Manufacturing companies will continue increases until they regain profitability
Consumers around the world will pay even more at supermarkets and grocery stores this year than in 2022, according to retail groups, consumer goods companies and investors, unless commodity costs fall or the shift to cheaper products accelerates private label. Retailers and manufacturers of consumer goods have been in tough negotiations for more than a year now, with friction starting in 2021 over supply chain disruptions due to the coronavirus. This has since turned into an ongoing war over the high cost of raw materials and energy in the wake of Russia's invasion of Ukraine. And rising prices of basic foods from bread to milk and meat are exacerbating the cost of living crisis in Europe. Britons paid 16.7% more for food in the four weeks to January 22 compared to the same period last year, according to research firm Kantar.
The US food index, including meals eaten at home and in cafes and restaurants, is set to grow by an incredible 10.4% for 2022. Mark Snyder, CEO of the world's largest food group, Nestle, said last week in a German newspaper that it will have to raise food prices further this year to compensate for higher production costs, which have not yet been fully passed on to consumers. “Investors will pay a premium for companies that show in their portfolio that they can be priced without negatively impacting volumes and market share,” said Jack Martin, fund manager at Oberon Investments.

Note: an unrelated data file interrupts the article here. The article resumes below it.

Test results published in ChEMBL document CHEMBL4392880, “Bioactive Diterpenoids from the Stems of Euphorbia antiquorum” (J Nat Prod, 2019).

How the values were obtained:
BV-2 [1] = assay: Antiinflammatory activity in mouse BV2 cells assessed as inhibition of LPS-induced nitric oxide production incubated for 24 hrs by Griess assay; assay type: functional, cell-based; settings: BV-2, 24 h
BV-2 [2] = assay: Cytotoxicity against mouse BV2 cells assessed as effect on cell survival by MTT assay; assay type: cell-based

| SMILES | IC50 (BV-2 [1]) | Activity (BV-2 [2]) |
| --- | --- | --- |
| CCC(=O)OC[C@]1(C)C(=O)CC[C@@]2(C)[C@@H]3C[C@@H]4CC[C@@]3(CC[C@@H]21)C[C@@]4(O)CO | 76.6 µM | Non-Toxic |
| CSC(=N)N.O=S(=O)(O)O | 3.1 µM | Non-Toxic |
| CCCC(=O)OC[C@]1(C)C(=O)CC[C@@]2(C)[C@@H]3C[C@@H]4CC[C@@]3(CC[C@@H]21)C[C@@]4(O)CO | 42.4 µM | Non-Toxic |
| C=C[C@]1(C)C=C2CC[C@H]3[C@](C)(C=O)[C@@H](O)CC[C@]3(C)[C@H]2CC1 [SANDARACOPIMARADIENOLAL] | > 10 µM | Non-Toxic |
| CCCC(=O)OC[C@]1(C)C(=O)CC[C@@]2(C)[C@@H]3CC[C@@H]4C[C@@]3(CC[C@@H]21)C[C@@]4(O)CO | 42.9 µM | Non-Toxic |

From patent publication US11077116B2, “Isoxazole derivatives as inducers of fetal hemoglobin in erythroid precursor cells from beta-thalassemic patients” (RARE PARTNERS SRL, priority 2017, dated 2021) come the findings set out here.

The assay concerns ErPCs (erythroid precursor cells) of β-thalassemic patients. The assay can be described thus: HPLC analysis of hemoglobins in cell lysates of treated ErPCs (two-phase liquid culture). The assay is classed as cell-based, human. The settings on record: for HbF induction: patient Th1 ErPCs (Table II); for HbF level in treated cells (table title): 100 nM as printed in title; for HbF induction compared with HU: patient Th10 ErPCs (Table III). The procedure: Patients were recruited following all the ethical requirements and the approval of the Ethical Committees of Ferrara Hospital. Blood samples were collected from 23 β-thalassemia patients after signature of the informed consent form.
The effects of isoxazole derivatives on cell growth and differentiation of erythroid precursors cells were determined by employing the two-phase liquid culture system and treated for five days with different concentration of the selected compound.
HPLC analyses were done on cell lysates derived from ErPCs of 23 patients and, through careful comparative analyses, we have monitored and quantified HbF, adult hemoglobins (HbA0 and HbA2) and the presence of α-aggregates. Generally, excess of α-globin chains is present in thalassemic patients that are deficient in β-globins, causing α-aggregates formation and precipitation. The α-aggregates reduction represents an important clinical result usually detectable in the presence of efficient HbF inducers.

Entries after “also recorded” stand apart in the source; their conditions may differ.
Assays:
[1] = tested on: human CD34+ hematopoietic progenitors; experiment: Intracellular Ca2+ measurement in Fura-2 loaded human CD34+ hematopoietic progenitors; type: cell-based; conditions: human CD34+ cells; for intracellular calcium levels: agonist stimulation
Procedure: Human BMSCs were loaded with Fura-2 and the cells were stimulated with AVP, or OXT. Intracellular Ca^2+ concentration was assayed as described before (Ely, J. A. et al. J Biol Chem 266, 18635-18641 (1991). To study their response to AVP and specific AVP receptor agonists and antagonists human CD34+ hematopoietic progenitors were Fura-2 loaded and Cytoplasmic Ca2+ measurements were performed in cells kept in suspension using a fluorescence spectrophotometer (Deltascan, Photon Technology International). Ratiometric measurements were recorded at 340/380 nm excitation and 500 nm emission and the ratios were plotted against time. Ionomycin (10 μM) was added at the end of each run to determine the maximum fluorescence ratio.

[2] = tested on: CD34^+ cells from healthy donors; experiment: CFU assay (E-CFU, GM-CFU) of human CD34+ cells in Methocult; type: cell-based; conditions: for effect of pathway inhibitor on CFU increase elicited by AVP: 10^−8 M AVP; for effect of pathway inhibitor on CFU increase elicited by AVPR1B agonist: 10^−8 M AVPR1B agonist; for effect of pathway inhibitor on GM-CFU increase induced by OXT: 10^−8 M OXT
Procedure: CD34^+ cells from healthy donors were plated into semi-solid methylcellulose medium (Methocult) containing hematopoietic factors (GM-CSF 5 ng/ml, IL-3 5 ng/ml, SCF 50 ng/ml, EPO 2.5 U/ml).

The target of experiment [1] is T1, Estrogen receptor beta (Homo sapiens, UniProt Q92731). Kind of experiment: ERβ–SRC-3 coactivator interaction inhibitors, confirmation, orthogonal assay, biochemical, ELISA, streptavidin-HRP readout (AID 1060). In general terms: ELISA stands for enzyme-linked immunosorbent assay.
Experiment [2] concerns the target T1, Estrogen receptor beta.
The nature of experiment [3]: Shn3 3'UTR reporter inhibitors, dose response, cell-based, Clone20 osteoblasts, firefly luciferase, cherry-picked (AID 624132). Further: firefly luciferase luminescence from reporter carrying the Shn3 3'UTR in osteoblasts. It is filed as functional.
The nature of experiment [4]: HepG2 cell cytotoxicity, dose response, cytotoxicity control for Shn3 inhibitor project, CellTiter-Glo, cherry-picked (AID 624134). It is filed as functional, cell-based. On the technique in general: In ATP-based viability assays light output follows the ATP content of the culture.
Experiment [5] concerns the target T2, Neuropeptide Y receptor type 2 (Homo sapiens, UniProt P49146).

The big profit margins of packaged goods companies have been squeezed by higher input costs for more than a year, as prices of ingredients such as wheat and sunflower oil have soared since the start of the war in Ukraine last February. Unilever, which was expected to report full-year results yesterday, said in October that its underlying price growth, which is calculated as a price index, strengthened to a record 12.5% in the third quarter of 2022. Nestle and the dairy giant of Danone products are due to announce results later this month. According to Tineke Fricke, portfolio manager at investment firm Waverton Investment Management, Unilever will raise prices in 2023, albeit selectively. “It has been clear from her previous statements that she prefers to sell fewer products at higher prices, keep prices below those of competitors and gain market share,” Mr Fricke said.
And the analyst of the industry Bruno Montaigne, at Bernstein, stressed that the production companies will continue to raise prices until they regain their profitability. “The only thing that can stop this trend is consumers switching to private label items at a faster rate, so if raw material prices continue to fall, then there may not be a need for more price increases.” Finally, in December, the CEO of Walmart, the world's largest retailer, warned that some “packaged goods suppliers continue to show us that inflation will surge further in 2023 beyond this year's double-digit average.”